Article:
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Brain Res Bull. 2015 Apr;113:34-40. doi: 10.1016/j.brainresbull.2015.02.007. Epub 2015 Feb 28.

N-acetylcysteine prevents rotenone-induced Parkinson's disease in rat: An investigation into the interaction of parkin and Drp1 proteins.

Author information

1
Department of Bioscience & Biotechnology, University of Kurdistan, Sanandaj, Iran; Cellular and Molecular Research Center, Kurdistan University of Medical Sciences, Sanandaj, Iran.
2
Department of Bioscience & Biotechnology, University of Kurdistan, Sanandaj, Iran.
3
Cellular and Molecular Research Center, Kurdistan University of Medical Sciences, Sanandaj, Iran; Department of Physiology and Pharmacology, Kurdistan University of Medical Sciences, Sanandaj, Iran.
4
Department of Physiology and Pharmacology, Kurdistan University of Medical Sciences, Sanandaj, Iran.
5
Cellular and Molecular Research Center, Kurdistan University of Medical Sciences, Sanandaj, Iran; Department of Physiology and Pharmacology, Kurdistan University of Medical Sciences, Sanandaj, Iran. Electronic address: kambizhassanzadeh@gmail.com.

Abstract

There are convincing evidences that oxidative stress has an important role in both the initiation and progression of Parkinson's disease. N-acetylcysteine (NAC) is shown to have antioxidant properties via fortifying glutathione which is one of the main endogenous antioxidant systems. Therefore our study was aimed to evaluate the effect of NAC in management of Parkinson's disease. To this aim, male Wistar rats (10-12 months) received rotenone 2.5mg/kg/48 h intraperitoneally (ip) to induce a Parkinson's disease model. Pretreatment with NAC (25 and 50mg/kg/48 h ip) was administered 1h before the rotenone injection. Three behavioral tests (rotarod, rearing and bar tests) were performed for motor function assessment. Dopamine levels of dopaminergic areas in rat brain including substantia nigra (SN) and striatum (ST) were assessed using high performance liquid chromatography analysis to measure the loss of dopamine. Western blot analysis was also done for parkin and Drp1 (dynamin related protein-1) proteins quantification in SN and ST. Our results indicated that NAC significantly ameliorated the rotenone-induced motor dysfunction and dopamine loss. Furthermore, NAC was able to prevent the rotenone-induced changes in parkin and Drp1 levels in the both studied areas. In conclusion we found that NAC delayed the Parkinson's disease induction by rotenone and this effect might be related to its proved antioxidant effect.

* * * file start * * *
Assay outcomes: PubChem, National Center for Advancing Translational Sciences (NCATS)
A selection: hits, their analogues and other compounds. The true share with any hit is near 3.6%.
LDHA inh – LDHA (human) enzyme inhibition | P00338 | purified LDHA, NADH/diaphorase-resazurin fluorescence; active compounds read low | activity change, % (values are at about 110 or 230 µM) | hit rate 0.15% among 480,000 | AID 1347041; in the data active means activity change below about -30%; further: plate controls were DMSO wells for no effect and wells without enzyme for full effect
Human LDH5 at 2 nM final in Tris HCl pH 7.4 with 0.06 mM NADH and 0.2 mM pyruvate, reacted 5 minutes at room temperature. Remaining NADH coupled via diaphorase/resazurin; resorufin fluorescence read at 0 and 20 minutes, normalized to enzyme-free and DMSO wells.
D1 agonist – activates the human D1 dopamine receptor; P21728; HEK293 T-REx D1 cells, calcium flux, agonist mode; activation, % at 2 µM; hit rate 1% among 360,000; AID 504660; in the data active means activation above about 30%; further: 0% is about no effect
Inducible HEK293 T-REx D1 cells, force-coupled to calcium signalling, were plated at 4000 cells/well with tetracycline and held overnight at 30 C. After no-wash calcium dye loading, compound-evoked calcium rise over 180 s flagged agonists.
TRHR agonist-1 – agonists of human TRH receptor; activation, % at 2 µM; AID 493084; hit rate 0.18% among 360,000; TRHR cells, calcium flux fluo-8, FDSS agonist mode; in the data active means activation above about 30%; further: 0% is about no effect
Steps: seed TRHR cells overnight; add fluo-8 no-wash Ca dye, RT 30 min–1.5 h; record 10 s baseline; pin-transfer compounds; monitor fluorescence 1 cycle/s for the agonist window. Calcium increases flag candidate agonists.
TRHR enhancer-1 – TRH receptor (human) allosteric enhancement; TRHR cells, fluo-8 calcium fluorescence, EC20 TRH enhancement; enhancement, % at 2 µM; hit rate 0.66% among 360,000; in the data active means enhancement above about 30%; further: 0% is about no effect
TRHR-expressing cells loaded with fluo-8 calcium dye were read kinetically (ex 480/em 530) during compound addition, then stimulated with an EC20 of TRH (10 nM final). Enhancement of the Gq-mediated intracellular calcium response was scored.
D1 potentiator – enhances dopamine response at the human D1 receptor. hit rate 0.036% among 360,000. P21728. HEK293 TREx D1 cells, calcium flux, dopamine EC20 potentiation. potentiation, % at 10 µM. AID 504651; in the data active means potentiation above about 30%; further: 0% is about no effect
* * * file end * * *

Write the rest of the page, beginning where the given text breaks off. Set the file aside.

KEYWORDS:

Drp1; N-acetylcysteine; Parkin; Parkinson's disease; Rotenone

[Indexed for MEDLINE]

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